Speaking from personal experience, though, the bigger issue is the stress involved in ironing out the details before processing day: ordering supplies, coordinating workers and customers, transporting and setting up the unit (if using an MPPU), and dealing with all the little things that seem to come up right before processing day. It's easy to get anxious about something going wrong on processing day, but it seems that your best bet is to make a list, check it twice, and then accept the infallible golden rule of processing day: that whatever you do to prepare, something will not go according to plan. All you can do is be ready to deal with it.

But there are also upshots to the experience of processing your own birds. For some, the biggest advantage is the complete transparency of it. As the producer and the processor, you control every step of the way, and you can see to it that the job is done to your standards. That transparency can also be an important selling point for your customers, and can even bring you a bit of publicity: In the last few years, the majority of farms using the EMass MPPU were featured for that reason in news stories, from the local paper to NPR.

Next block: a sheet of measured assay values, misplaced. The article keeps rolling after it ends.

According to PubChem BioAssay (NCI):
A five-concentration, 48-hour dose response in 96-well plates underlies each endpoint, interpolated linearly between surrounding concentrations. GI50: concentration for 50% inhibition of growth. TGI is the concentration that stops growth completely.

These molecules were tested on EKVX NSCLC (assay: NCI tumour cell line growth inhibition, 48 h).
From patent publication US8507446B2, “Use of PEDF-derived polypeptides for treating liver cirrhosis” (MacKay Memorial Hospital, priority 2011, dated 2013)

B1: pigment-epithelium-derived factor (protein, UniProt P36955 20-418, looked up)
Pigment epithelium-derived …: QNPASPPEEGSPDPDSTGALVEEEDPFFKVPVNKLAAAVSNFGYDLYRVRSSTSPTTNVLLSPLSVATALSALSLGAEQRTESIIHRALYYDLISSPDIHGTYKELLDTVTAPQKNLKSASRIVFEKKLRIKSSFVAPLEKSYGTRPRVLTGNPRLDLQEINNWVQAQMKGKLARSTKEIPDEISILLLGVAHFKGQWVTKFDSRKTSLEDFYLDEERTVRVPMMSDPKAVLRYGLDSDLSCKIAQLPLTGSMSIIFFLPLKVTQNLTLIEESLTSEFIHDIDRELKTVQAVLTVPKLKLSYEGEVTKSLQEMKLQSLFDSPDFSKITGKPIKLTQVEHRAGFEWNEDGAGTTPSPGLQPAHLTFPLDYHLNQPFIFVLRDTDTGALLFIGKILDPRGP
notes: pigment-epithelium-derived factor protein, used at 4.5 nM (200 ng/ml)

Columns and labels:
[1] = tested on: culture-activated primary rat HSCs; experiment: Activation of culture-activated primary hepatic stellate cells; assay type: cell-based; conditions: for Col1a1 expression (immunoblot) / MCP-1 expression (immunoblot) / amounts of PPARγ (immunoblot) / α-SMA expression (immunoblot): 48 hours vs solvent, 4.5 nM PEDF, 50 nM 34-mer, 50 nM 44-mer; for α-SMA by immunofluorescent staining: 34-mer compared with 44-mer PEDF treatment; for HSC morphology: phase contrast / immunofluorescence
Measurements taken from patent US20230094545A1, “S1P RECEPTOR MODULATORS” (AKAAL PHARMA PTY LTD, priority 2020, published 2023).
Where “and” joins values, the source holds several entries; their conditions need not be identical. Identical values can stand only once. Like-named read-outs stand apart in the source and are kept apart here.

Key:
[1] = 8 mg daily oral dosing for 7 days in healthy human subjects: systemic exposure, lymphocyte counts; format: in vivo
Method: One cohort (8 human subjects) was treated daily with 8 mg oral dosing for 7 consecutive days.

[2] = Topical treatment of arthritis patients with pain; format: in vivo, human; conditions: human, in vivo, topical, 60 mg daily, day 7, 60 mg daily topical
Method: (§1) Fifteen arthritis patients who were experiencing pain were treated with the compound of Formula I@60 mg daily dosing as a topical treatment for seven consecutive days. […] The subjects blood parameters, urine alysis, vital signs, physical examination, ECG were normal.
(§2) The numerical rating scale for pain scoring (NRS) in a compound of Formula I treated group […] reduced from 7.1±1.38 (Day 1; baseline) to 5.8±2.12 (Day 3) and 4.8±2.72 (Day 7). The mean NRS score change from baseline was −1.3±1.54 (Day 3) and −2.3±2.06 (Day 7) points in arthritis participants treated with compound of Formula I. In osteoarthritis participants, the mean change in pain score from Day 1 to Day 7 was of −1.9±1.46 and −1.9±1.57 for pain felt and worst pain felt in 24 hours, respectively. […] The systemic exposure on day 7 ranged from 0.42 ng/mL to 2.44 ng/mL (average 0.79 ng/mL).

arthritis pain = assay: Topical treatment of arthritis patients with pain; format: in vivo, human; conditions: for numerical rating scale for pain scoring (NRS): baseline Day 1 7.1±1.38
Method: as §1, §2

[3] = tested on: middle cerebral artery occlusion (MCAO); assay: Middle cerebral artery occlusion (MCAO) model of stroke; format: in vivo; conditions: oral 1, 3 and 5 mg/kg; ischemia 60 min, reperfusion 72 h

Finally, it may sound sentimental, but one of the most valuable aspects of processing your own birds is the satisfaction and sense of accomplishment you feel afterwards. You can expect to feel especially proud of the end product as you hand it off to your customers—and isn't that part of why you got into farming in the first place?

Sam Anderson is the Livestock Program Coordinator and Outreach Coordinator at New Entry Sustainable Farming Project. This post is adapted from an article originally appearing in Small Farm Quarterly.

For more information about the Massachusetts MPPUs or small-scale poultry processing in general, please visit http://nesfp.org/farmer-training/livestock-poultry/poultry-resources, email sanderson@comteam.org, or call 978-654-6745.